Well, I cannot really comment on other universities as I have only studied at NLUJ. However, I have worked with some brilliant lawyers who did not go to NLUs. Therefore, I feel its more about a person, their hard work and zeal than the law school they attend. Having said that, the NLU tag really helps in getting better internships and may be the first break in profession but then you are on your own and only your hard work coupled with luck can make you reach where every law students hopes to reach.

 

What are the subjects that you took particular interest in, during your law school days?

Since I studied science subjects in schools, they drove me towards picking up B.Sc.LLB (Hons) at NLUJ. Once I started studying B.Sc. subjects, I developed interest in patent law because that’s where I could combine science with law. That is what drove me to pursue a in the IPR department of LakshiKumaran & Sridharan and wrote the exam to become a patent agent. Thereafter, I did multiple patent litigations as part of the LKS team which contributed immensely to my learning and gave me confidence and courage to start my independent practice.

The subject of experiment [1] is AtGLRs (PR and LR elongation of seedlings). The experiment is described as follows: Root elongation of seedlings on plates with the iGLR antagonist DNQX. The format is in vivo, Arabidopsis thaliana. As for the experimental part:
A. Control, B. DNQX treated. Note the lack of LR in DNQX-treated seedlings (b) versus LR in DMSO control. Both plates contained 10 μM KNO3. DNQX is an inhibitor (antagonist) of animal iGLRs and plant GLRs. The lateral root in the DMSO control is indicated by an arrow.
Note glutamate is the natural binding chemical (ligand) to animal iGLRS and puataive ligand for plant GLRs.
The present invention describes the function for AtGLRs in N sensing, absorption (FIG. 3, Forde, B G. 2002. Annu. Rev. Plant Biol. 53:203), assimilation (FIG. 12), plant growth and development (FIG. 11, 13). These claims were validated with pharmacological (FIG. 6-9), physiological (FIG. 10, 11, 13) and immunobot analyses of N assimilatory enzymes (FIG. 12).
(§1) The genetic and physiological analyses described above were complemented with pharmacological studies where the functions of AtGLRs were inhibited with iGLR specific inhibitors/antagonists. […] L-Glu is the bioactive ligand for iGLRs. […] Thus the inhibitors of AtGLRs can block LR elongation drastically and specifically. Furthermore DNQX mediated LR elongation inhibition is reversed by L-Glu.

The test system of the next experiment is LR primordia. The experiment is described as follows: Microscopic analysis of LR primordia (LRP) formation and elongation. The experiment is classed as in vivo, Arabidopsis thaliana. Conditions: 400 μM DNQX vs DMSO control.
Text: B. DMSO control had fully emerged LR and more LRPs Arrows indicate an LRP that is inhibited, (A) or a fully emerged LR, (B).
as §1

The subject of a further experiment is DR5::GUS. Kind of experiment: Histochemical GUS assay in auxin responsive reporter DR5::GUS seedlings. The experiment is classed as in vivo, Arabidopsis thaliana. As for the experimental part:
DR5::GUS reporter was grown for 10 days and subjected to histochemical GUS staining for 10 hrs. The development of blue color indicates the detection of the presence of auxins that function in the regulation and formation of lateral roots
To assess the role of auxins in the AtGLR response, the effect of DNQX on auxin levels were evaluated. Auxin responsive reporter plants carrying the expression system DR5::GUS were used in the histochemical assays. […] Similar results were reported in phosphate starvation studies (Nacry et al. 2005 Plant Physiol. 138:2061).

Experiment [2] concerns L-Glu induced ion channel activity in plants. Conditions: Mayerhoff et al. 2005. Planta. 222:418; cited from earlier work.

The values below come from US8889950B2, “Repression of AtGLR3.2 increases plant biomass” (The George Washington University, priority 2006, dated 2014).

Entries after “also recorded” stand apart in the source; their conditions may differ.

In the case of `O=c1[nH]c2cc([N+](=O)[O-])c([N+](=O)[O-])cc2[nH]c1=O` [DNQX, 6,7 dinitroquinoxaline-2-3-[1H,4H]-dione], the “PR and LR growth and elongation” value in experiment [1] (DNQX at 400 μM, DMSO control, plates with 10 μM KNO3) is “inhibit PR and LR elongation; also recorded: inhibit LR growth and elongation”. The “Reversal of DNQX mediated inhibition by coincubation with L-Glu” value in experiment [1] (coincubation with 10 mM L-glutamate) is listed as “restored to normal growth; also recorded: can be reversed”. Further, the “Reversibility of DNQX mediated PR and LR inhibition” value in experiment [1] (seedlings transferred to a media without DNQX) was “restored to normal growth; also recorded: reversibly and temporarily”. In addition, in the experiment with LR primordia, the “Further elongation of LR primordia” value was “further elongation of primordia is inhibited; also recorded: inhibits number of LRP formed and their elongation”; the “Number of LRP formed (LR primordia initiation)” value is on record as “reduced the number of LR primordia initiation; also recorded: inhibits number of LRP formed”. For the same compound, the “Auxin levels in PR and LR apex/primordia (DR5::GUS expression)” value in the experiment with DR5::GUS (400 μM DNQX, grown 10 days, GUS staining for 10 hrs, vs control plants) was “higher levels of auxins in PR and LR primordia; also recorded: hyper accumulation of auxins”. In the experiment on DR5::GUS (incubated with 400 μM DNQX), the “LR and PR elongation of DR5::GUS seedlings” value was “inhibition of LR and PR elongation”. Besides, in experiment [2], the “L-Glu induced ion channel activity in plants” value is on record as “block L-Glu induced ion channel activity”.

In your opinion, what are the law school centric activities that you would recommend as necessary experiences for every law student?

In my opinion, one must participate in all the opportunities that are present at the law school because everything shapes up the professional you finally become. By participation in moot courts and writing papers one can really hone their research skills which come in handy when one starts practicing. Surprisingly, I still remember most of the key legal points I researched for my class projects and otherwise and they come in handy at times to know what direction to take in a matter.

 

What are your areas of specialisation in law? 

I specialize in patent and trademark litigation, along with that I do fair bit of civil litigation and IPR prosecution. My decision was based on my interest in the niche practice area and having a background in science.

Where does this passion for IP law stem from?

As I mentioned that I was interested in both science and law, and IP law particularly patents was an opportunity to combine both my interests.

 

What internships would you recommend to a student who also aspires to pursue studies in IPR?